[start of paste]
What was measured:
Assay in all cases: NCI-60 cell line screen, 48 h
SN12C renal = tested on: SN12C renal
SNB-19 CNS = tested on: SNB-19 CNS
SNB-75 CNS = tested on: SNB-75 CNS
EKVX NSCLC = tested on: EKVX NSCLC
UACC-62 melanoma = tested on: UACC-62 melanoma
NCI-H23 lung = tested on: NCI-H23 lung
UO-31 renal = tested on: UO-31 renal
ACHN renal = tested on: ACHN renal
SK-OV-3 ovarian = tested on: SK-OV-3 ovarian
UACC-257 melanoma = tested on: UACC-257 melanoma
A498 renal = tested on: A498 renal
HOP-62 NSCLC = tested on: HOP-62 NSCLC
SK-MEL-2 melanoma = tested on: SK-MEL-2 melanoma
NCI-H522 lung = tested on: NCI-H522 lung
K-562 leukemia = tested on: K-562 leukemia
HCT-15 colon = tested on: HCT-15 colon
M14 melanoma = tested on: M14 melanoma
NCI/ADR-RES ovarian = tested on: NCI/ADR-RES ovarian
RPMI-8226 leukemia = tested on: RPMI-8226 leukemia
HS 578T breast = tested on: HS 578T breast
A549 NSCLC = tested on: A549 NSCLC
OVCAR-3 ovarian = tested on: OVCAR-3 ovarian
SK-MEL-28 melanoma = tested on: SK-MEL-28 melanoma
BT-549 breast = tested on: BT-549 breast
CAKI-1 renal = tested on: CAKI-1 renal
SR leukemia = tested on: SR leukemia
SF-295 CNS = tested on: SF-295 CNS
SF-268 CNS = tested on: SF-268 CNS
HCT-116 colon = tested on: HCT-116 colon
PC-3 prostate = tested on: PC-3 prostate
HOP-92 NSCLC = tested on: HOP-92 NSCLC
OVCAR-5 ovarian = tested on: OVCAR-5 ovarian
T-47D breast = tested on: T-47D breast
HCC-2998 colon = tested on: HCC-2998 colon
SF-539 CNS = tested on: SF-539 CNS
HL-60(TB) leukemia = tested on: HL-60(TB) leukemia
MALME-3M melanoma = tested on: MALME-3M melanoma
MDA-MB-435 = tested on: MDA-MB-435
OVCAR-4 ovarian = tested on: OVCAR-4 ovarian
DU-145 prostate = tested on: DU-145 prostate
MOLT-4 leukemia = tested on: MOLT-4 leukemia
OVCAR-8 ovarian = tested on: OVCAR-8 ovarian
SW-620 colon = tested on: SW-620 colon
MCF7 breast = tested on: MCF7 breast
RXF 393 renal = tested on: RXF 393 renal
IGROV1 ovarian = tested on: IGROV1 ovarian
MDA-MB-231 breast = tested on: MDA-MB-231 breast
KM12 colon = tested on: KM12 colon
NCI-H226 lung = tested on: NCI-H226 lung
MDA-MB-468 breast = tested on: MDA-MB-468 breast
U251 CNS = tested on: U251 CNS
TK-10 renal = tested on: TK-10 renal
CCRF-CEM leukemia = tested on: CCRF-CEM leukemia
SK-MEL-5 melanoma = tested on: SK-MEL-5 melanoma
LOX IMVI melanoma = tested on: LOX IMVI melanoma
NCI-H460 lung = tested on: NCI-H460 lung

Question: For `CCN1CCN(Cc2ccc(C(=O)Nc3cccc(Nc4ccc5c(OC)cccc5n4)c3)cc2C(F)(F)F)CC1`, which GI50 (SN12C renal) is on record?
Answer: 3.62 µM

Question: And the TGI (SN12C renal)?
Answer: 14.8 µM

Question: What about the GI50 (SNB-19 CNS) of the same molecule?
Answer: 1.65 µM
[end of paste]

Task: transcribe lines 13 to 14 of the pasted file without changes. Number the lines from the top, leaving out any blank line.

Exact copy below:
A498 renal = tested on: A498 renal
HOP-62 NSCLC = tested on: HOP-62 NSCLC